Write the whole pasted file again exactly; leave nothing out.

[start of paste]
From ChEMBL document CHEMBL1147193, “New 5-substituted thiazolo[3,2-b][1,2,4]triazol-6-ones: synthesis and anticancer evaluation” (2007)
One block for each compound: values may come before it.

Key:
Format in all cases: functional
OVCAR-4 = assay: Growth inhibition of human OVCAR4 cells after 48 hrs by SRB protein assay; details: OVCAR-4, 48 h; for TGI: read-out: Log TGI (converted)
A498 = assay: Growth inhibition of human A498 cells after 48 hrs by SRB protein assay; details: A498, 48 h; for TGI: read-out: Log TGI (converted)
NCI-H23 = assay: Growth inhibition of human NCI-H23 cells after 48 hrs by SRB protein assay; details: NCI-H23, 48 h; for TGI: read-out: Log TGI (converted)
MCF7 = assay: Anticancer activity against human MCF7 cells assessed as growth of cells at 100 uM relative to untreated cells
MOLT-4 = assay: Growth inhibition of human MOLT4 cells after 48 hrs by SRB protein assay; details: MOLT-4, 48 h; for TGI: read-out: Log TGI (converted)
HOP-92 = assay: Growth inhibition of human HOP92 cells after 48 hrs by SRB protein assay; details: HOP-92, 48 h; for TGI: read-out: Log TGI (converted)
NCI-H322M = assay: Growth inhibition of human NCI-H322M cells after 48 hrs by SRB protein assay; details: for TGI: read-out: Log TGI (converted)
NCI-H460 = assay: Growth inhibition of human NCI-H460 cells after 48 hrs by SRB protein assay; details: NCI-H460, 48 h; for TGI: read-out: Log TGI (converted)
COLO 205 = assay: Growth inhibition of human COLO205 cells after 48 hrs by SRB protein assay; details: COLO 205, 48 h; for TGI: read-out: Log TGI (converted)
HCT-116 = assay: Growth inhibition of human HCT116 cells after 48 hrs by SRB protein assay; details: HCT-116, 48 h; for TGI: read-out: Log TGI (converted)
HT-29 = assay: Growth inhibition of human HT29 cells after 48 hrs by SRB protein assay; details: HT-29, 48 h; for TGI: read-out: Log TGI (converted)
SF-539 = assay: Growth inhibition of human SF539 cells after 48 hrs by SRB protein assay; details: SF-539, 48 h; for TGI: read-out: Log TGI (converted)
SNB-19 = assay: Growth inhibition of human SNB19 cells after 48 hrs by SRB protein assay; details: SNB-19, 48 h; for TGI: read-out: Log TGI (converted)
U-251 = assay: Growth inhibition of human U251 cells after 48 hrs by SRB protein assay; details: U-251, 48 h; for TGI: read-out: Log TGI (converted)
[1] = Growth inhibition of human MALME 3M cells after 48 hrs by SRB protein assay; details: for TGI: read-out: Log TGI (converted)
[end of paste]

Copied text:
From ChEMBL document CHEMBL1147193, “New 5-substituted thiazolo[3,2-b][1,2,4]triazol-6-ones: synthesis and anticancer evaluation” (2007)
One block for each compound: values may come before it.

Key:
Format in all cases: functional
OVCAR-4 = assay: Growth inhibition of human OVCAR4 cells after 48 hrs by SRB protein assay; details: OVCAR-4, 48 h; for TGI: read-out: Log TGI (converted)
A498 = assay: Growth inhibition of human A498 cells after 48 hrs by SRB protein assay; details: A498, 48 h; for TGI: read-out: Log TGI (converted)
NCI-H23 = assay: Growth inhibition of human NCI-H23 cells after 48 hrs by SRB protein assay; details: NCI-H23, 48 h; for TGI: read-out: Log TGI (converted)
MCF7 = assay: Anticancer activity against human MCF7 cells assessed as growth of cells at 100 uM relative to untreated cells
MOLT-4 = assay: Growth inhibition of human MOLT4 cells after 48 hrs by SRB protein assay; details: MOLT-4, 48 h; for TGI: read-out: Log TGI (converted)
HOP-92 = assay: Growth inhibition of human HOP92 cells after 48 hrs by SRB protein assay; details: HOP-92, 48 h; for TGI: read-out: Log TGI (converted)
NCI-H322M = assay: Growth inhibition of human NCI-H322M cells after 48 hrs by SRB protein assay; details: for TGI: read-out: Log TGI (converted)
NCI-H460 = assay: Growth inhibition of human NCI-H460 cells after 48 hrs by SRB protein assay; details: NCI-H460, 48 h; for TGI: read-out: Log TGI (converted)
COLO 205 = assay: Growth inhibition of human COLO205 cells after 48 hrs by SRB protein assay; details: COLO 205, 48 h; for TGI: read-out: Log TGI (converted)
HCT-116 = assay: Growth inhibition of human HCT116 cells after 48 hrs by SRB protein assay; details: HCT-116, 48 h; for TGI: read-out: Log TGI (converted)
HT-29 = assay: Growth inhibition of human HT29 cells after 48 hrs by SRB protein assay; details: HT-29, 48 h; for TGI: read-out: Log TGI (converted)
SF-539 = assay: Growth inhibition of human SF539 cells after 48 hrs by SRB protein assay; details: SF-539, 48 h; for TGI: read-out: Log TGI (converted)
SNB-19 = assay: Growth inhibition of human SNB19 cells after 48 hrs by SRB protein assay; details: SNB-19, 48 h; for TGI: read-out: Log TGI (converted)
U-251 = assay: Growth inhibition of human U251 cells after 48 hrs by SRB protein assay; details: U-251, 48 h; for TGI: read-out: Log TGI (converted)
[1] = Growth inhibition of human MALME 3M cells after 48 hrs by SRB protein assay; details: for TGI: read-out: Log TGI (converted)